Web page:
I can second what you recommend here. I've also learned that more comfortable, expensive accommodations are not an extravagance. You just need that when rest is so crucial and your lodging is going to be more of a home base than it would be for another kind of traveler. Also, for ridiculously allergic people like me, I find that nicer places are often more willing to try to make the room a little less toxic. It's well worth it.

    In my case, I was driving. So I brought my bags of gluten-free groceries and a cooler for my coconut-based milk. Yes, those essential food supplies...!
    And as for driving, I've learned not to feel apologetic for taking two days to go the distance everyone else does in one, and to stop a lot to rest along the way. It's yet more money and time, and yet another night in a motel, but that's how it goes.

    I'm glad your trip was doable! Thanks for the inspiration.

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  3. Thanks Sara - yes more posts about exhibitions coming!

    Hi Chipmunk! I'm really glad this post resonated with you. I ws a little worried about posting it, as I know there are loads of PWCFS who a) are very financially comprimized and b) who would need many days to recover from even a small amount of travel. Nevertheless, I think that if you can manage to just relocate somewhere scenic, even if you then basically sit inside and look out at a beautiful sea or mountain view that is different for you, it may be worthwhile.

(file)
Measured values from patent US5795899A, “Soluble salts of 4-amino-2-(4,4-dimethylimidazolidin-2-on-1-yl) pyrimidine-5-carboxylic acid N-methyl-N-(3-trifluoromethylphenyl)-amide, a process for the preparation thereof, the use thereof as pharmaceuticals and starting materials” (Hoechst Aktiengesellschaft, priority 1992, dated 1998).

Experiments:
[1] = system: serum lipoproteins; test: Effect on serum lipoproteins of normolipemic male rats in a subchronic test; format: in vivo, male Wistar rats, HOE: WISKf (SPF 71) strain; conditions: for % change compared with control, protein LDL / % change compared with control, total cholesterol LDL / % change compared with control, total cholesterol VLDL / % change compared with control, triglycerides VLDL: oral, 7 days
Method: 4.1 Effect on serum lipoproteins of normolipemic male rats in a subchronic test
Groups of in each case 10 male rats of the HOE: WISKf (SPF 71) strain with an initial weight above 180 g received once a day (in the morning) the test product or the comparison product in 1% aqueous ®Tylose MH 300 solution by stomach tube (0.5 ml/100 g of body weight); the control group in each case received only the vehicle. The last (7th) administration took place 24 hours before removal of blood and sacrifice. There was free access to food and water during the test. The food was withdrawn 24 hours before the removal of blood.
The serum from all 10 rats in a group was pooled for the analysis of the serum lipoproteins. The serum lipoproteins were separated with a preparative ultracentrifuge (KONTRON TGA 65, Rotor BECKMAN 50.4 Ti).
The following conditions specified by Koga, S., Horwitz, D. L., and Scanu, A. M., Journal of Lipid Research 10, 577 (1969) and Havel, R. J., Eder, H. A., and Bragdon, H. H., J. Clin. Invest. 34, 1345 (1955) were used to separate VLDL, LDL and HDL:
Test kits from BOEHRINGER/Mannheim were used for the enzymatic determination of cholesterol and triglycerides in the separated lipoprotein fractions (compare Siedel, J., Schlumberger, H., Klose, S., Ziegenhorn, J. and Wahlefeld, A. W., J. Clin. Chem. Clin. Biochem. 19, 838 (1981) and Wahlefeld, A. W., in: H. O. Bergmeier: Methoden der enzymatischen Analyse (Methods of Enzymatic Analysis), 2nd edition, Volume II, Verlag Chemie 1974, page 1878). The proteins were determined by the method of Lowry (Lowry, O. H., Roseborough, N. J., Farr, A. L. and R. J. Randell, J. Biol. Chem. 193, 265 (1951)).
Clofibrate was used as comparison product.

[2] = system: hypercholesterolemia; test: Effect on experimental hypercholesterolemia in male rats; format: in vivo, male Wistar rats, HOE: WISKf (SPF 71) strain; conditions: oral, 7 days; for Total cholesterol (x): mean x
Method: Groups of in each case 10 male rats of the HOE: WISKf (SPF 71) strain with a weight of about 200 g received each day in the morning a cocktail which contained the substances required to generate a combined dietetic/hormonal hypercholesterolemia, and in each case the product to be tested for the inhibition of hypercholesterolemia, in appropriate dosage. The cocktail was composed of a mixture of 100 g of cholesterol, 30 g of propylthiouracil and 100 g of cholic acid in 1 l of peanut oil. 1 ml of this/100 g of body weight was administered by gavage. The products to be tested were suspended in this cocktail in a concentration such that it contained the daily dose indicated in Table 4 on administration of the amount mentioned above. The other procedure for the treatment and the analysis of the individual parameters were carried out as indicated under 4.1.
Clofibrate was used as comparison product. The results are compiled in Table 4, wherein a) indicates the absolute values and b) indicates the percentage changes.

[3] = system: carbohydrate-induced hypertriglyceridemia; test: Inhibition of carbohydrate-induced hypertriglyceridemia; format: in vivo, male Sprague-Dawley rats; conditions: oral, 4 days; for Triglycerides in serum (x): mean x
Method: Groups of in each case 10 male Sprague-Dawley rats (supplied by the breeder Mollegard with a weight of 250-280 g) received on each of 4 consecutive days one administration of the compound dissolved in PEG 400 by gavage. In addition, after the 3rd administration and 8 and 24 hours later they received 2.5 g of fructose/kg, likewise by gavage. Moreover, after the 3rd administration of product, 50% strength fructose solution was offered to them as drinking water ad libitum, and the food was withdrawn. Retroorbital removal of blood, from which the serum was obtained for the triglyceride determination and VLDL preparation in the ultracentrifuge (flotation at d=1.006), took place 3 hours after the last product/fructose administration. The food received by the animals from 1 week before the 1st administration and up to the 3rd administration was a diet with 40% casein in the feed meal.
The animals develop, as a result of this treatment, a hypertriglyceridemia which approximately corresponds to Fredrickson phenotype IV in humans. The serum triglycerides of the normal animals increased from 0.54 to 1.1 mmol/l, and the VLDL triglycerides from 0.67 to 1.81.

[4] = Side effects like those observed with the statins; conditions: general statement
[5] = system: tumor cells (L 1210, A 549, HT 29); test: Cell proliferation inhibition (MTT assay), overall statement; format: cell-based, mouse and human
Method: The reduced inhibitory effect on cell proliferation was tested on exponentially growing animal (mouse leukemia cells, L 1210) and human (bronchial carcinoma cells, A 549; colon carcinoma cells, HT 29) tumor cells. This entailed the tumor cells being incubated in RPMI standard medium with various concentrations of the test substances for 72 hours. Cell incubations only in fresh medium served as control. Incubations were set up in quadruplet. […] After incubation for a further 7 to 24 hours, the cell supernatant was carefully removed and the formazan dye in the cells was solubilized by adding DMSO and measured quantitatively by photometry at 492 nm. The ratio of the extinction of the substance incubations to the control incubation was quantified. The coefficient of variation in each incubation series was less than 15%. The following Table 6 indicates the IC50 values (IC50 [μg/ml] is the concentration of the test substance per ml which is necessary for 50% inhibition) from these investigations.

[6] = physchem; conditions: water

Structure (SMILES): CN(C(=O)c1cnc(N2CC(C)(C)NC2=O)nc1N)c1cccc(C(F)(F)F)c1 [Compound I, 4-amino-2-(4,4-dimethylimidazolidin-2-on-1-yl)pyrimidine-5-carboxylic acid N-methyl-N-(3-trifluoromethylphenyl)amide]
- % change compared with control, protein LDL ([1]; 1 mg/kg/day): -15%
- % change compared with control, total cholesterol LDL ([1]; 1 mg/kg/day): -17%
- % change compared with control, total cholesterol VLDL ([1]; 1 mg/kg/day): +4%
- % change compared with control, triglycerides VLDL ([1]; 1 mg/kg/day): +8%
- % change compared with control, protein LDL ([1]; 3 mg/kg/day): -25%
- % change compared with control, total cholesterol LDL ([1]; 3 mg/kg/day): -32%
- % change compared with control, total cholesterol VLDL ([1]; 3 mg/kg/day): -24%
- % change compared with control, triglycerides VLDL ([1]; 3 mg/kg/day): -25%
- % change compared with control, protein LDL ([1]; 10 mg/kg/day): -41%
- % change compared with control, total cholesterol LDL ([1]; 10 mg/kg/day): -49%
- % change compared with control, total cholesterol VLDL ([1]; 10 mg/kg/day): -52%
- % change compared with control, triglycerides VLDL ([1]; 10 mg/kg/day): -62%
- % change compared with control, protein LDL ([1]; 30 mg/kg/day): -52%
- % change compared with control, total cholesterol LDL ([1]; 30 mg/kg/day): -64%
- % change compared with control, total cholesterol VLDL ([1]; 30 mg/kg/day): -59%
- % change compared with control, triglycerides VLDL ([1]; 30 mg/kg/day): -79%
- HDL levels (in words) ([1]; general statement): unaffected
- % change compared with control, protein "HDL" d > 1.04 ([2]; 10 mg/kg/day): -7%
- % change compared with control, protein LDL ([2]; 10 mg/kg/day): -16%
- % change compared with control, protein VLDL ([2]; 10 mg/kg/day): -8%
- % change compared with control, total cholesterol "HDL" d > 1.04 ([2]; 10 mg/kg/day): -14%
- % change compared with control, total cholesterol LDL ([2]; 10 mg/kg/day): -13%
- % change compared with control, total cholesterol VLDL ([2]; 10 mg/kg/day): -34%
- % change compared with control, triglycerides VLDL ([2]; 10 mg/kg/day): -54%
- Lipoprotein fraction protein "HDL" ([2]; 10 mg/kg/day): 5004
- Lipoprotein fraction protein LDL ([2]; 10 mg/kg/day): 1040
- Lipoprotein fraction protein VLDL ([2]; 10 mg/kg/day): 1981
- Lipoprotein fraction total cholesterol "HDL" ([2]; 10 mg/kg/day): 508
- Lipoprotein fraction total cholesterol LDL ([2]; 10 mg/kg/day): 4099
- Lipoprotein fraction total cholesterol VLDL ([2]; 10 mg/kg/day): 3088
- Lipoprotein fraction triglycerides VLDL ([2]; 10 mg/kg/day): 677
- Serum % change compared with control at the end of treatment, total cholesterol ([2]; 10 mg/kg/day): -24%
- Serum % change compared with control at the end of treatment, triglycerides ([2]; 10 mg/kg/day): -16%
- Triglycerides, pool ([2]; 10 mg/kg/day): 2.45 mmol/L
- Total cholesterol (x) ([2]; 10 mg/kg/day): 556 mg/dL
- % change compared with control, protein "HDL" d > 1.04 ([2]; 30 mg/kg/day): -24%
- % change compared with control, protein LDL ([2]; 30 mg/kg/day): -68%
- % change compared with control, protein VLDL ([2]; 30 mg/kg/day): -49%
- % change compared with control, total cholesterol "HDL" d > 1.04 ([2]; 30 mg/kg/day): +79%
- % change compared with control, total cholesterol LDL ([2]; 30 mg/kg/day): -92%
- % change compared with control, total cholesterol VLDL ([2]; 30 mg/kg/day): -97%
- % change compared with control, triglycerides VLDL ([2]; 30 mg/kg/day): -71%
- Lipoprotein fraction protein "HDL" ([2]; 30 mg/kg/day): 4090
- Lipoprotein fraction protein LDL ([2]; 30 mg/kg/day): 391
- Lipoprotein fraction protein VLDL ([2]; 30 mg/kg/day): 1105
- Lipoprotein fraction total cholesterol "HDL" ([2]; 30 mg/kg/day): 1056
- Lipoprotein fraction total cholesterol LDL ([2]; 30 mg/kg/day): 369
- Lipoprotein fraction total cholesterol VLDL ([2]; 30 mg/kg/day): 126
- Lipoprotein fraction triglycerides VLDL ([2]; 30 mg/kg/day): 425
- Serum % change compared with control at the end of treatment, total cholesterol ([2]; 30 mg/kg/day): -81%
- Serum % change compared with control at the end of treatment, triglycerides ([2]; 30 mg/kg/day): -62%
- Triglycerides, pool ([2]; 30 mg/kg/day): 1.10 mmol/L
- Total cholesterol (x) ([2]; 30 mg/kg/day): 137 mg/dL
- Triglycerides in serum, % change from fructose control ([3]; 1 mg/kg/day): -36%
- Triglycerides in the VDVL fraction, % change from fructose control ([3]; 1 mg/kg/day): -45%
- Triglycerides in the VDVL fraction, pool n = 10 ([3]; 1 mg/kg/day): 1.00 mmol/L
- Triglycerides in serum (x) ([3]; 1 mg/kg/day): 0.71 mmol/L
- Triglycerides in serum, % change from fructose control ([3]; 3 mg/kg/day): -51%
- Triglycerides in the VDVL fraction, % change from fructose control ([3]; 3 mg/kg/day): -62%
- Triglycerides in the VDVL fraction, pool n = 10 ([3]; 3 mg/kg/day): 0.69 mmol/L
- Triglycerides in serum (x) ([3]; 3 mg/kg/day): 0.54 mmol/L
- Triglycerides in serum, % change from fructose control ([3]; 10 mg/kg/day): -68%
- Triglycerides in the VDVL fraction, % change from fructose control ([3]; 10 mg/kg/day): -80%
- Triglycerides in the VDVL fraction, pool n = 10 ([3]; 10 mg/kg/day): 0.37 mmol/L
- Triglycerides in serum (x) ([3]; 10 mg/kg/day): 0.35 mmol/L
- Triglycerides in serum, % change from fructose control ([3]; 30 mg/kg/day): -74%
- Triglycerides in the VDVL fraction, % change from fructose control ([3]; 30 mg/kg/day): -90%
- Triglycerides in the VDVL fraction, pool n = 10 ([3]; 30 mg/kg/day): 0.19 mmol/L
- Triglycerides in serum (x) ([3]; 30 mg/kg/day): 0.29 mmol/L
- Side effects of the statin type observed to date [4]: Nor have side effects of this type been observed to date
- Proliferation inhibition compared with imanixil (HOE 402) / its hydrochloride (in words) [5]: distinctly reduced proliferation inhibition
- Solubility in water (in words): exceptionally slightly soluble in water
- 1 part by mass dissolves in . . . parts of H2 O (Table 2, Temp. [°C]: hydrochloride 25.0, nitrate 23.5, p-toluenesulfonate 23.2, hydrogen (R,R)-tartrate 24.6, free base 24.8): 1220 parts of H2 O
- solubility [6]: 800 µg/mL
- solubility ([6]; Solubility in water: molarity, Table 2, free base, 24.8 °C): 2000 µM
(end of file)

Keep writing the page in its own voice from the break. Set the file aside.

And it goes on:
While I often wish I could do more when I am away on holiday, when I get home and look back on the time, I usually find that I have managed much more than is my typical level of activity at home, and it has a good psychological effect.

    I definitely agree with the driving in short bursts - it is great that you managed the 5 hour drive! That must have required a lot of discipline!

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  4. That was a five hour drive divided up over two days. I'm not so sure I'd call it discipline, exactly. Maybe more desperation with a touch of foolhardy? Scenic drive though.

    I hope you're still having some pleasant afterglow from your trip! Sydney sounds great, even deducting half for rest.

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  5. Hi Amanda
    Something in your post made me want to respond. I went to Ireland at the beginning of June to visit my younger brother. My partner was aprehensive (sp??) about the trip as it was to be our first since my disability became more pronounced and I was taking my rollator ( like a Zimmer frame) with me on the airplane.
    It wasn't as bad as I thought and I was OK...didn't overdo it while we were there. The return trip was of course far easier as we had already done the trip on the way out.

    It encouraged me to know that I could do an air trip providing getting to the airport was relatively straight forward i.e., by car. Of course the other thing is that Edinburgh airport isn't as massive as Heathrow airport in London where I lived previously.

    Take it easy Amanda.
    oh and keep up the good work.

    Best wishes

    Aine